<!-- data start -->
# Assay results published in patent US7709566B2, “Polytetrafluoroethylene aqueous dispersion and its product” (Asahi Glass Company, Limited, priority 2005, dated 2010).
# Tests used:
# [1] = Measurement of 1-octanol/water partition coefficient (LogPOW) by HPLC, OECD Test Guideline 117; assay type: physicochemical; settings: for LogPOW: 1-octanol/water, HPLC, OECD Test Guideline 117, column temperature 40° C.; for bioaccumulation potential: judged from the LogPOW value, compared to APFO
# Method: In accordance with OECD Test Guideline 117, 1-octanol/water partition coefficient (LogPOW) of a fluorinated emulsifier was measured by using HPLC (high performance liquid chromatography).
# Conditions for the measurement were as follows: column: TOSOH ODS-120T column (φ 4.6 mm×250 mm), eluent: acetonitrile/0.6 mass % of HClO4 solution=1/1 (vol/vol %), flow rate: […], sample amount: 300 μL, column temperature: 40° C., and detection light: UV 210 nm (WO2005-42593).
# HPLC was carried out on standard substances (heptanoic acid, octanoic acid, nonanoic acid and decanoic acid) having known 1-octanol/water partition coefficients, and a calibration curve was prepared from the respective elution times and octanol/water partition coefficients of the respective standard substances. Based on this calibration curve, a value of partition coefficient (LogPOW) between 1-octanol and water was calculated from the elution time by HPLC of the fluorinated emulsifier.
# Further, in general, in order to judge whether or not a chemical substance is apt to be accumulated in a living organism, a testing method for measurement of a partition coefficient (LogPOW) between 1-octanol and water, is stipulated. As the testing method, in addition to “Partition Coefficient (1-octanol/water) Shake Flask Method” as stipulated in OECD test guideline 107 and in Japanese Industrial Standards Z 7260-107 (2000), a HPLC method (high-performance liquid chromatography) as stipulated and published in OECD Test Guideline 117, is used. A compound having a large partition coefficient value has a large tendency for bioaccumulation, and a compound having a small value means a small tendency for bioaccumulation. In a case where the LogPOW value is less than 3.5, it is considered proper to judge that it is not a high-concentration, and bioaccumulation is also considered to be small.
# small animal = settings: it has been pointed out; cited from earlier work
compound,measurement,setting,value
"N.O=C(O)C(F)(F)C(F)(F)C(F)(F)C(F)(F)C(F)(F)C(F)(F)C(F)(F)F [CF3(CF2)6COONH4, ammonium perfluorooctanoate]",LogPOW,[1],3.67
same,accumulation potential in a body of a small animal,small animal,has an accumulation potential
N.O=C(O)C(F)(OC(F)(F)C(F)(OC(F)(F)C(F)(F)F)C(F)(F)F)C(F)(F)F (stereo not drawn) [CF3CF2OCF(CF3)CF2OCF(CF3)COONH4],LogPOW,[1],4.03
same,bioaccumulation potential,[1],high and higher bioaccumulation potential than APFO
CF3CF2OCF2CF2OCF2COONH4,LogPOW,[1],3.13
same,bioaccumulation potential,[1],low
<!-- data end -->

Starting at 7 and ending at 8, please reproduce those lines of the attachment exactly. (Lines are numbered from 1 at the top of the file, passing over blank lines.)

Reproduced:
# Further, in general, in order to judge whether or not a chemical substance is apt to be accumulated in a living organism, a testing method for measurement of a partition coefficient (LogPOW) between 1-octanol and water, is stipulated. As the testing method, in addition to “Partition Coefficient (1-octanol/water) Shake Flask Method” as stipulated in OECD test guideline 107 and in Japanese Industrial Standards Z 7260-107 (2000), a HPLC method (high-performance liquid chromatography) as stipulated and published in OECD Test Guideline 117, is used. A compound having a large partition coefficient value has a large tendency for bioaccumulation, and a compound having a small value means a small tendency for bioaccumulation. In a case where the LogPOW value is less than 3.5, it is considered proper to judge that it is not a high-concentration, and bioaccumulation is also considered to be small.
# small animal = settings: it has been pointed out; cited from earlier work